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Battling the bitter cold of Lambeau Field

  • Press Democrat photographer John Burgess stands on the sidelines during Sunday's 49ers-Packers playoff game in Green Bay, Wis. (JOSE CARLOS FAJARDO / Bay Area News Group)

I had to psych myself up for the 75-foot walk from my hotel to my ride Monday morning near Green Bay, Wis., where Packers football fans have proudly laid claim to the phrase “frozen tundra” as an expression of their toughness and their team's toughness. The hotel employees backed away from the opening doors in fear for their own safety. I sucked in one last warm breath myself before stepping out, and 20 seconds later was safely inside the car ... alive. My jeans, however, testified to the cold, refusing to conform again to my thighs. Like some kind of exoskeleton, they had frozen stiff.

I have only myself to blame. When the 49ers travel to Green Bay, the first thing you check is the weather report. The forecast a week before Sunday's wild card game called for a high of 27 degrees on game day. I whined to co-workers in mock disappointment that a trip to Lambeau Field should be epic, an Ice Bowl II. My wish came back to bite me in the butt, or rather the fingertips.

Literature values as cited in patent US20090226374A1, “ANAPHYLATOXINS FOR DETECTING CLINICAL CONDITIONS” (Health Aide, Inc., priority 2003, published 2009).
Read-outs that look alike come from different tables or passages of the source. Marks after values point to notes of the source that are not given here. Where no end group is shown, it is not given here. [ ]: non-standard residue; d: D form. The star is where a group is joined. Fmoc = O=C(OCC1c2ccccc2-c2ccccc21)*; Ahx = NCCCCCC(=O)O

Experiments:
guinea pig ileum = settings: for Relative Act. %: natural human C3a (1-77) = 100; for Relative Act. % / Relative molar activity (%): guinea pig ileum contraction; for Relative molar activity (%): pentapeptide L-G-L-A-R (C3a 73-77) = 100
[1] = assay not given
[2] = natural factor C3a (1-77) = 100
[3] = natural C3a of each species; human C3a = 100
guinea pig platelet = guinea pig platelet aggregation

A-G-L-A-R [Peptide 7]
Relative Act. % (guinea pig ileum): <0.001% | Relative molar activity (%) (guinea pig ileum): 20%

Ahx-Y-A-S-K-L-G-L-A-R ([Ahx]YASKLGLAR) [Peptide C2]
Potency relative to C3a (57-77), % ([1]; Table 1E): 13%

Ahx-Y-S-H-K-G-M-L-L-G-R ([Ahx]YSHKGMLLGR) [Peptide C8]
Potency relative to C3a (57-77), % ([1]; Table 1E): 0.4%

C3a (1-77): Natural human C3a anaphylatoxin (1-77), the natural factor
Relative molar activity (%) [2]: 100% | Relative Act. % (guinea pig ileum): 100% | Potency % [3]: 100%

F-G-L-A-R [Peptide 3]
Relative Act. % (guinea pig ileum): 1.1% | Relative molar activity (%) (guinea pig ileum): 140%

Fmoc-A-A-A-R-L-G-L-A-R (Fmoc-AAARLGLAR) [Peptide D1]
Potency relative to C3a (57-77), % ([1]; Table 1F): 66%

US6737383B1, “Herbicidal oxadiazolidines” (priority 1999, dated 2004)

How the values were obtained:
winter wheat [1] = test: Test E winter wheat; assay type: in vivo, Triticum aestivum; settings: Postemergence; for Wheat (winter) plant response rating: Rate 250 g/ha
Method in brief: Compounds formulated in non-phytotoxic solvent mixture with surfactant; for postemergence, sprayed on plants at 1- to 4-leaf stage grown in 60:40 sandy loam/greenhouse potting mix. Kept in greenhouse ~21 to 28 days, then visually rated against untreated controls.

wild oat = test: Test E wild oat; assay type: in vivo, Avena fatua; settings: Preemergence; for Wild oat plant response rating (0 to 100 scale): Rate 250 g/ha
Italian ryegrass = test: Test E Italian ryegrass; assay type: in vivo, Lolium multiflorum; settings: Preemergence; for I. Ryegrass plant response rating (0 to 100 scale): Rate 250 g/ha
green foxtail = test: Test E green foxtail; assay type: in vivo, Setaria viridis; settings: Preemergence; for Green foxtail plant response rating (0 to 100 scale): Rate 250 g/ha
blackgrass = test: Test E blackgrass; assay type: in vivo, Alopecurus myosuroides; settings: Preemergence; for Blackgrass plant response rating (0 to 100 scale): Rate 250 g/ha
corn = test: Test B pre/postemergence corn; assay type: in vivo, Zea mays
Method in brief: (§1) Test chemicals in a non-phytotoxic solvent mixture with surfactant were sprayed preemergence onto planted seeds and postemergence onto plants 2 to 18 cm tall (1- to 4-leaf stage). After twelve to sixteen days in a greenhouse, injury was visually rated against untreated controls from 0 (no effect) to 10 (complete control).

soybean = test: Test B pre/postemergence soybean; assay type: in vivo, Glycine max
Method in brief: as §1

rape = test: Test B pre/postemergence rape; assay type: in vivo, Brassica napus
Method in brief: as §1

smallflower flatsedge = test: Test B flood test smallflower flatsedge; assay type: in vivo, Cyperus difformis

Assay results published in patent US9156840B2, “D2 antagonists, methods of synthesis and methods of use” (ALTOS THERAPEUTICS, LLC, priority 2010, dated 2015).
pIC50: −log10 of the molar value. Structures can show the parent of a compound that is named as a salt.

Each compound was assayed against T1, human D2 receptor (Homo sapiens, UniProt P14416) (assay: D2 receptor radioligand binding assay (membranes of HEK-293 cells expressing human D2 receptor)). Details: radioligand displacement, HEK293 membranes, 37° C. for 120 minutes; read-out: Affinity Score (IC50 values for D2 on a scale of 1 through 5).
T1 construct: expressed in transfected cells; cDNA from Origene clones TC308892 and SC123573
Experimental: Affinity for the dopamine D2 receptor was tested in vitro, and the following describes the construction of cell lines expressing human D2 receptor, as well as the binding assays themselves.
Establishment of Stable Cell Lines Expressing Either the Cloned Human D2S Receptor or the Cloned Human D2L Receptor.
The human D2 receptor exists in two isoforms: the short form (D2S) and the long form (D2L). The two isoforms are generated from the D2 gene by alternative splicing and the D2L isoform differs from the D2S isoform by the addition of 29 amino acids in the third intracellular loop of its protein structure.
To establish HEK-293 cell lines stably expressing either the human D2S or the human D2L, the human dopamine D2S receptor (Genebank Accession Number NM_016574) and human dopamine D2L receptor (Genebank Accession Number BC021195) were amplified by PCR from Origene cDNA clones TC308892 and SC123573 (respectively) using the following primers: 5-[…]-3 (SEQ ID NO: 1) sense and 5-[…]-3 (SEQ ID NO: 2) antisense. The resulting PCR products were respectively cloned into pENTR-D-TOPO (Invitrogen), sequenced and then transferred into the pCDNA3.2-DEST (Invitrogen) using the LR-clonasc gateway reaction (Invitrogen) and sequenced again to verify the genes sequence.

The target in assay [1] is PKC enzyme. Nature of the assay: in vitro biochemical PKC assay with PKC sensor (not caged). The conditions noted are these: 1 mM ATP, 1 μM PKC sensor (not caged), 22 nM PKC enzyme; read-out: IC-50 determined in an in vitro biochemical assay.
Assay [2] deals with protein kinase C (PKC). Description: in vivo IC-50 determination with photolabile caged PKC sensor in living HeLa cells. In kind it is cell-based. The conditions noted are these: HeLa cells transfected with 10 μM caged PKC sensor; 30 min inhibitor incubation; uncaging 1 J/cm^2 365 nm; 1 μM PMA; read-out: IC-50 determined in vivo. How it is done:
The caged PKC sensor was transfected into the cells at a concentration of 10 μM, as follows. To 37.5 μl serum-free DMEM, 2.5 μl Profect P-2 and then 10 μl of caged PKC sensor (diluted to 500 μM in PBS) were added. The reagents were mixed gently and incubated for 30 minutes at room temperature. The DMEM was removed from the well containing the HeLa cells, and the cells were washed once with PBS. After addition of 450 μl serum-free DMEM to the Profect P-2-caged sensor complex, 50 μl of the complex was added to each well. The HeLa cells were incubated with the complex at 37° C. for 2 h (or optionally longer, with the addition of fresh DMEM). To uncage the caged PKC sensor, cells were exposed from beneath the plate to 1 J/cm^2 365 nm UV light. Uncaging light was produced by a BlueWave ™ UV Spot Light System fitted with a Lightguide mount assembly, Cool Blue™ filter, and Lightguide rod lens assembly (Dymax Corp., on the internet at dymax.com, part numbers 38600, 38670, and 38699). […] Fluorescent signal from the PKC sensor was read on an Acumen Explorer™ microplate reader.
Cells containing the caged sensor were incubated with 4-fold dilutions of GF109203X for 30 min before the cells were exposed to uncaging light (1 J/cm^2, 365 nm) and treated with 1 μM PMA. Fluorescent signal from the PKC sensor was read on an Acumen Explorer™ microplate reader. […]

When I asked the gentle people of Wisconsin why anyone would choose to live there, even the oldest explained I was sharing the worst cold of their lifetimes. The temperature Sunday was a biting -14, with wind chill factored in. On Monday, I raced to the car in 45 degrees below zero weather, more than 100 degrees cooler than the temperature in Sonoma County that day. The game would have been canceled in that weather, simply for the safety of Packers fans willing to brave the elements with only cheese wedge hats for warmth. Cheeseheads save their loudest cheers and praise for the shirtless fans regularly appearing on the stadium's huge video screen.

My battle with the polar vortex that froze so much of the country affected even my travel to and from the game. It was 18 hours each way, with canceled flights, lost luggage, snow drifts whipping across the highway at midnight on long, unexpected drives. I shared that experience with thousands (maybe millions?) across the Northeast. Only a few dozen know what it was like on the field. The sports writers who covered the big win in Green Bay described the cold from the warmth of the press box. They're soft. Yeah, I'm talking to you, Lowell Cohn. The tough guys were on the field.

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